General health care
Annual physical exams
Get a complete physical exam by your regular doctor once a year. This exam is important so your doctor can check your overall health and find any developing problems.
Your regular transplant clinic checkups focus on transplant-related problems. They should not replace a complete physical exam.
Brush and floss your teeth every day. If you have dentures, follow a routine cleaning practice.
See your dentist every six months for checkups and cleanings. Gum disease and mouth infections can turn into more serious infections.
Before you go to the dentist — even for a routine checkup — you need to take an antibiotic (medicine) to prevent any bacteria (germs) from turning into an infection.
Your dentist or transplant coordinator can prescribe an antibiotic. If it is the dentist, please check with the transplant office to see if it is compatible with your immunosuppressive medicines.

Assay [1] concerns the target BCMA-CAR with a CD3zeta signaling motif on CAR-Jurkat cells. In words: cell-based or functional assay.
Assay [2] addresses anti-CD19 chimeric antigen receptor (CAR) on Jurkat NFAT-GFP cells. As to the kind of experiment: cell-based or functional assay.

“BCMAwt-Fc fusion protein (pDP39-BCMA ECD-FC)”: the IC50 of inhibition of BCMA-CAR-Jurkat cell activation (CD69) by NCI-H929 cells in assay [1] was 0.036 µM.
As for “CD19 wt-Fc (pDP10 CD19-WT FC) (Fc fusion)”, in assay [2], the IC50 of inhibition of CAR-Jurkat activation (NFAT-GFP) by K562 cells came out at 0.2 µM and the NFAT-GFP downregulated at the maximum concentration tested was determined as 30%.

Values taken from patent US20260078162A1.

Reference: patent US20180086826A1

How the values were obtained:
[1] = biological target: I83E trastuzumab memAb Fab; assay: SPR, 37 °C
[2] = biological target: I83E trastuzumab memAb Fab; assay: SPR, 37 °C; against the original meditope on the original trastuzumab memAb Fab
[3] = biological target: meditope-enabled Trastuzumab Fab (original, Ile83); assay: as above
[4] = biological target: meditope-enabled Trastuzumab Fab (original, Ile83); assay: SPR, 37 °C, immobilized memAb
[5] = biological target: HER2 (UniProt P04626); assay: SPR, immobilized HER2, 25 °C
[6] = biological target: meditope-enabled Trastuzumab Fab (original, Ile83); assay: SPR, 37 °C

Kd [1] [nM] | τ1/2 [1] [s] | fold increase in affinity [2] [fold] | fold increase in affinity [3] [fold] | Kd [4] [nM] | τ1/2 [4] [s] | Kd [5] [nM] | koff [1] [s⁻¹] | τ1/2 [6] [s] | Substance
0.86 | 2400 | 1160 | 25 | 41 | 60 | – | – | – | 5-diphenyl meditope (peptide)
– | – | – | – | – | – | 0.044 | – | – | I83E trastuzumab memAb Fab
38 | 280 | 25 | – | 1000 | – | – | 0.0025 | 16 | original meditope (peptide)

Schedule an exam with your ophthalmologist (eye doctor) within the first year after transplant. Have regular eye exams every year after that.
Immunosuppressive medicines may cause problems for your eyes:
- cataracts (cloudy lenses)
- certain infections that can cause serious changes in the retina.
Tell your eye doctor the names of the medicines you are taking.
The immunosuppressive medicines put you at a greater risk for developing cancer. For this reason, you should have regular preventive cancer screening:
Men and women: every six months.
Prostate and testicular cancer
Men: every year.
Colon and rectal cancer
Men and women: every year with a colonoscopy every five years (starting at age 50).
Cervical cancer (Pap smear and pelvic exam)
- Women: every year starting at the age of 18 or when becoming sexually active.